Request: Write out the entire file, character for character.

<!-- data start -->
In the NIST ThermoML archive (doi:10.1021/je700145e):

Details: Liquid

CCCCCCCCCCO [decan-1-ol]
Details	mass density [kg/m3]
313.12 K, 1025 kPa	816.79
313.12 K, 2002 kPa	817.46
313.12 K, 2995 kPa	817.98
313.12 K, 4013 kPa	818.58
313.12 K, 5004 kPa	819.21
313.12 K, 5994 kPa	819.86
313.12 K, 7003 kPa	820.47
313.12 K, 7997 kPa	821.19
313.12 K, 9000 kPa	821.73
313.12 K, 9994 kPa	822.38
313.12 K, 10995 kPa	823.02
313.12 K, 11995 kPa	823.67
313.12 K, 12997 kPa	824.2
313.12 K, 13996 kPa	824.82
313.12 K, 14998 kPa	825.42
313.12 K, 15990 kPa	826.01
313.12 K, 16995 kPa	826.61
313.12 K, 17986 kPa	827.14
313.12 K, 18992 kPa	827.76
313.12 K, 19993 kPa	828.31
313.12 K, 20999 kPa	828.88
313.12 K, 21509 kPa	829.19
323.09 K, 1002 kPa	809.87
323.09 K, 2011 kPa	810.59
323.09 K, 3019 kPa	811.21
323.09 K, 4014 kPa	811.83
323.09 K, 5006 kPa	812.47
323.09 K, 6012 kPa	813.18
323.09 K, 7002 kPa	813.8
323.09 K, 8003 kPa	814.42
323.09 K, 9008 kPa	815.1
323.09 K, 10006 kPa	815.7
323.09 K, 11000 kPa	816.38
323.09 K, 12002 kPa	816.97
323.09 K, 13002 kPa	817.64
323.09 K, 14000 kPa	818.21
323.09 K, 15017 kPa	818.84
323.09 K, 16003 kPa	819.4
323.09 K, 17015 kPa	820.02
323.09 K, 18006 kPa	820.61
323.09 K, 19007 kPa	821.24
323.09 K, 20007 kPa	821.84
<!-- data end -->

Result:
In the NIST ThermoML archive (doi:10.1021/je700145e):

Details: Liquid

CCCCCCCCCCO [decan-1-ol]
Details	mass density [kg/m3]
313.12 K, 1025 kPa	816.79
313.12 K, 2002 kPa	817.46
313.12 K, 2995 kPa	817.98
313.12 K, 4013 kPa	818.58
313.12 K, 5004 kPa	819.21
313.12 K, 5994 kPa	819.86
313.12 K, 7003 kPa	820.47
313.12 K, 7997 kPa	821.19
313.12 K, 9000 kPa	821.73
313.12 K, 9994 kPa	822.38
313.12 K, 10995 kPa	823.02
313.12 K, 11995 kPa	823.67
313.12 K, 12997 kPa	824.2
313.12 K, 13996 kPa	824.82
313.12 K, 14998 kPa	825.42
313.12 K, 15990 kPa	826.01
313.12 K, 16995 kPa	826.61
313.12 K, 17986 kPa	827.14
313.12 K, 18992 kPa	827.76
313.12 K, 19993 kPa	828.31
313.12 K, 20999 kPa	828.88
313.12 K, 21509 kPa	829.19
323.09 K, 1002 kPa	809.87
323.09 K, 2011 kPa	810.59
323.09 K, 3019 kPa	811.21
323.09 K, 4014 kPa	811.83
323.09 K, 5006 kPa	812.47
323.09 K, 6012 kPa	813.18
323.09 K, 7002 kPa	813.8
323.09 K, 8003 kPa	814.42
323.09 K, 9008 kPa	815.1
323.09 K, 10006 kPa	815.7
323.09 K, 11000 kPa	816.38
323.09 K, 12002 kPa	816.97
323.09 K, 13002 kPa	817.64
323.09 K, 14000 kPa	818.21
323.09 K, 15017 kPa	818.84
323.09 K, 16003 kPa	819.4
323.09 K, 17015 kPa	820.02
323.09 K, 18006 kPa	820.61
323.09 K, 19007 kPa	821.24
323.09 K, 20007 kPa	821.84